By Dr. Ken 


Whenever I write one of the monthly Helmet News/Reflections columns for the HELMET HUT site, I make the assumption that those who take the time to read the article have a strong interest not only in football, but in team uniforms and of course, helmets. My wife and daughter intermittently but frequently remind me that there can’t be as many self-admitted “helmet nuts” walking the streets as they believe me to be, but if there is a point of focus for those of us of similar ilk, it would be HELMET HUT.  I also assume that many if not most readers have a helmet, and perhaps more than one helmet, in their collection of football “stuff.” I personally do not see what I have accumulated as memorabilia so I don’t use that term though some collect specifically to enhance a collection, or add monetary value to a collection of football related items specifically for the purpose of having items of material value. In my house, that explanation would at least be acceptable and understandable. My personal collection is built upon memories that the items stimulate, all pieces of a personal history that remind me of specific events, games, periods of time or place. With a lot of helmets, it equates to a lot of memories but “each to their own” and I never question the motivation that one might have for saving, purchasing, or collecting anything. Believe me, I get it!


Because my collection is in the truest sense of the word, “mine,” others cannot fathom the “rhyme or reason” in the display when viewing the helmets that line the wall of our office/rehabilitation facility. Certainly it makes sense to me only because of the deeply personal sense of the collection and the manner in which it is arranged and I will at regular intervals, rearrange the two hundred- plus helmets for a multitude of reasons. Some don’t always easily accept that one grouping might be based upon a specific collegiate conference “from 1965” or that the many game worn professional league helmets are from patients who have played in various leagues leading to a mixture of NFL, AFL, my beloved WFL, CFL, WLAF, and Arena League for example. A grudge that I harbor for some specific teams or colleges, usually based upon a relationship that one of my sons or I have had with that institution or franchise, might eliminate their individual helmets from my collection. This causes more confusion and requires explanation for those who view or attempt to view the shelves with a sense of logic. Thus, one can say that if nothing else, the helmets, their arrangement, and the exacting nature of the choice of helmets is quite personal.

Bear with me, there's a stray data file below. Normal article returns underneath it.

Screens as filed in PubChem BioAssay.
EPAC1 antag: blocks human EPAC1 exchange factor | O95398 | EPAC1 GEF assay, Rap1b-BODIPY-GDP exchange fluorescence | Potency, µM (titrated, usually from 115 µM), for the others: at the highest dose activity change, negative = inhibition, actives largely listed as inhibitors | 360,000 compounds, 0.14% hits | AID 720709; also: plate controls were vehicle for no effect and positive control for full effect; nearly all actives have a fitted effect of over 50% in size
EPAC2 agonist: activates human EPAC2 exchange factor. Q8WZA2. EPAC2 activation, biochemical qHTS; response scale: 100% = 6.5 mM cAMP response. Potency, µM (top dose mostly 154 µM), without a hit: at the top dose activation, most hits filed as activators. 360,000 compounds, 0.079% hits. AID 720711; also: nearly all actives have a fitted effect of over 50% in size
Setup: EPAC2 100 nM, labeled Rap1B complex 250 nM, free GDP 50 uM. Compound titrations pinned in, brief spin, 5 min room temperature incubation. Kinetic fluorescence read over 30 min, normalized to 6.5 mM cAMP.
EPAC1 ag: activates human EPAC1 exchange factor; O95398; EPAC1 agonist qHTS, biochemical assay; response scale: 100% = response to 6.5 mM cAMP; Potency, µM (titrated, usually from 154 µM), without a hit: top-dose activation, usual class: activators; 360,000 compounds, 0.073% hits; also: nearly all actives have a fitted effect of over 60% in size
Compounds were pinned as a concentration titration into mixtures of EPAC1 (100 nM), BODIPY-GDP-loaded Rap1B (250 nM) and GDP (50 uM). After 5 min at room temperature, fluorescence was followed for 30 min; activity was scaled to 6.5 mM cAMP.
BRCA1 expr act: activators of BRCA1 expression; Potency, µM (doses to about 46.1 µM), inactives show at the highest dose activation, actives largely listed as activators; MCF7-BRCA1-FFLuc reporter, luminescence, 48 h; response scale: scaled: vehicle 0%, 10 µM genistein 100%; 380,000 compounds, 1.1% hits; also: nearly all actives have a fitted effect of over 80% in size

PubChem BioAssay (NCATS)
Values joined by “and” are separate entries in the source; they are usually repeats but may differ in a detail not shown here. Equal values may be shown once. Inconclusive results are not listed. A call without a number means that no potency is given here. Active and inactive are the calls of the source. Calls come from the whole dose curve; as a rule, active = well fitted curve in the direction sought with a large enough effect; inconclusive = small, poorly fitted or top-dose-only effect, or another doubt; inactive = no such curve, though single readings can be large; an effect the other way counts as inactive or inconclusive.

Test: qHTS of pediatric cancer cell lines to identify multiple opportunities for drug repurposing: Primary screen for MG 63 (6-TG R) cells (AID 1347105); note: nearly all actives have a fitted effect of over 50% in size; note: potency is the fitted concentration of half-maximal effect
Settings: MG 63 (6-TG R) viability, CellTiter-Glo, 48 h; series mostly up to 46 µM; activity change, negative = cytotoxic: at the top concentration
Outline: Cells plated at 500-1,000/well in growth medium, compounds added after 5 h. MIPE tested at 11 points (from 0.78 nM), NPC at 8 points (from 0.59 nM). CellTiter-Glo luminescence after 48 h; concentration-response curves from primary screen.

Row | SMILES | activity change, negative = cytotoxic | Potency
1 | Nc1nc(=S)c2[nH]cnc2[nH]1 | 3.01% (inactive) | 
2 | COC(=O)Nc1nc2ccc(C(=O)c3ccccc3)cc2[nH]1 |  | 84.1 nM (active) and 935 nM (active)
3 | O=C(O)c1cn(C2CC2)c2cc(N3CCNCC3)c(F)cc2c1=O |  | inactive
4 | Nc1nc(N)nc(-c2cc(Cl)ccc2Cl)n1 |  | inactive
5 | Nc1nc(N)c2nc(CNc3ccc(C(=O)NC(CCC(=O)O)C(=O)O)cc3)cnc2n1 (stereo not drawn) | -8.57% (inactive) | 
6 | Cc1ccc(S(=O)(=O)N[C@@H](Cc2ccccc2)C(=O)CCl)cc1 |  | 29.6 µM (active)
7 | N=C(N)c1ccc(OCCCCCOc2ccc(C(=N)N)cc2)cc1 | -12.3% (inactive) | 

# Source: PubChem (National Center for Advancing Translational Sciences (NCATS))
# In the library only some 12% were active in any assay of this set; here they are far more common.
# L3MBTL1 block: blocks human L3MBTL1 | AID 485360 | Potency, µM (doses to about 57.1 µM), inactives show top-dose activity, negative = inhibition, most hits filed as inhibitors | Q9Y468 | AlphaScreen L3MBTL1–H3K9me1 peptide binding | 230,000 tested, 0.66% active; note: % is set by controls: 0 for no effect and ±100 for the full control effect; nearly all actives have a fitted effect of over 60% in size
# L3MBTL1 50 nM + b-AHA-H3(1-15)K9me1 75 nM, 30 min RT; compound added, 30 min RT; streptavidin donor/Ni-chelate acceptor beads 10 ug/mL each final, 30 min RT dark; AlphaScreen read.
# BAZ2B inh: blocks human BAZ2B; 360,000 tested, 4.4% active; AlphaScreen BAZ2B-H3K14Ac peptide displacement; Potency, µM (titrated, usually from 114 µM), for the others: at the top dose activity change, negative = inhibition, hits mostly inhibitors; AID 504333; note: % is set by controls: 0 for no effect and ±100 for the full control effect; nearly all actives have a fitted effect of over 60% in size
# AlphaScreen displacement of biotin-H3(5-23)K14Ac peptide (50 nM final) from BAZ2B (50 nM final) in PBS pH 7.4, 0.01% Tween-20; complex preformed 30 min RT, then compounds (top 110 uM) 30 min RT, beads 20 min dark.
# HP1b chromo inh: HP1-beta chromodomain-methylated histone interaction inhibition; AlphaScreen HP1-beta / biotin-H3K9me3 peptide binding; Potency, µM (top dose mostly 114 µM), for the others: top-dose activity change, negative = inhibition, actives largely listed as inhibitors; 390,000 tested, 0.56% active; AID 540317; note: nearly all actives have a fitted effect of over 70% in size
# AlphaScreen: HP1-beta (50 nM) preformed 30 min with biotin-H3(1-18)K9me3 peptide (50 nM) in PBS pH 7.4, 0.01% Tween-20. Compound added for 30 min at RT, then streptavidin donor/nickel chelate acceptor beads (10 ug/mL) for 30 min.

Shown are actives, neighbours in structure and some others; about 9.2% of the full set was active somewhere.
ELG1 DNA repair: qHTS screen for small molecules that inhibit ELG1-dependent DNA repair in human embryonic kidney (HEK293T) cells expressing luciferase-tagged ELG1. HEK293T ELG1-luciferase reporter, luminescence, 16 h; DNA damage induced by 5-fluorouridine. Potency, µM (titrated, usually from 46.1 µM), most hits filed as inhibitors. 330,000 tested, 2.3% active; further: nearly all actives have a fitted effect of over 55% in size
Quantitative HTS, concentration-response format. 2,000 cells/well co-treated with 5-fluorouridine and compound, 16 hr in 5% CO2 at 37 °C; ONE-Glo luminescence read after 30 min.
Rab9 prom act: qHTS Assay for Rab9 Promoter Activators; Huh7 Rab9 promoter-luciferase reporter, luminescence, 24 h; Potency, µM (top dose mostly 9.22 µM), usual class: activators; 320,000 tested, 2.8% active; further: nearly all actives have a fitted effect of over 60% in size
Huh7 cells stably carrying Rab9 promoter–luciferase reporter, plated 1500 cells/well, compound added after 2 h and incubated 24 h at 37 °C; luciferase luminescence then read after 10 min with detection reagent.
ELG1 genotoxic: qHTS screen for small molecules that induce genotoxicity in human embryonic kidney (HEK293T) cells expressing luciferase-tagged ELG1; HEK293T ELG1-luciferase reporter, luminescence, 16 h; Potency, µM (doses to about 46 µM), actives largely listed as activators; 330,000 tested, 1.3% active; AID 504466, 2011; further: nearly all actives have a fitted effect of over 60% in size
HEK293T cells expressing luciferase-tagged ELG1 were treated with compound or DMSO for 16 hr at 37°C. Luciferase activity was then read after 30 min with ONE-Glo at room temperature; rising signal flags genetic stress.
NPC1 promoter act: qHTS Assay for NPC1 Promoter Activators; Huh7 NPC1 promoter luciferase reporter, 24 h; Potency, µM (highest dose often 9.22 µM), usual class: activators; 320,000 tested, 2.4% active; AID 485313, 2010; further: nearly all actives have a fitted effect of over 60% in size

Young or old, contemporary who played during the same period of time I did or a current high school student, one observation does seem to be prevalent; “How come many of the helmets are so plain?”


I’m not offended by the query because in comparison to many of the helmets, with a preponderance of reproductions from HELMET HUT, those which are of a one color shell with or without a center stripe or striping, with “just a number on the sides,” are quite “plain.” If our reader takes the time to go to the “College” section of the site and look through the many beautiful reproductions that trace the seasonal history of so many wonderful teams, they will in fact view great striping patterns, and traditional and clearly defining logos or decals. “Why then,” comes the question, “would you want a plain helmet with just numbers on the sides?” First there is beauty in “simple.” The timeless consistency, tradition, and legacy of Alabama’s uniforms for example and especially the helmet, provides a clear example. A crimson helmet with a one-inch white center stripe and white player identification numerals on each side could be one of a large number of universities from Division 1 through NAIA colleges, yet most of us would look at a photo and immediately know or at least suspect, “Alabama.” Obviously, if the iconic helmet is atop the head of Joe Namath, who would be immediately recognized, the point is lost.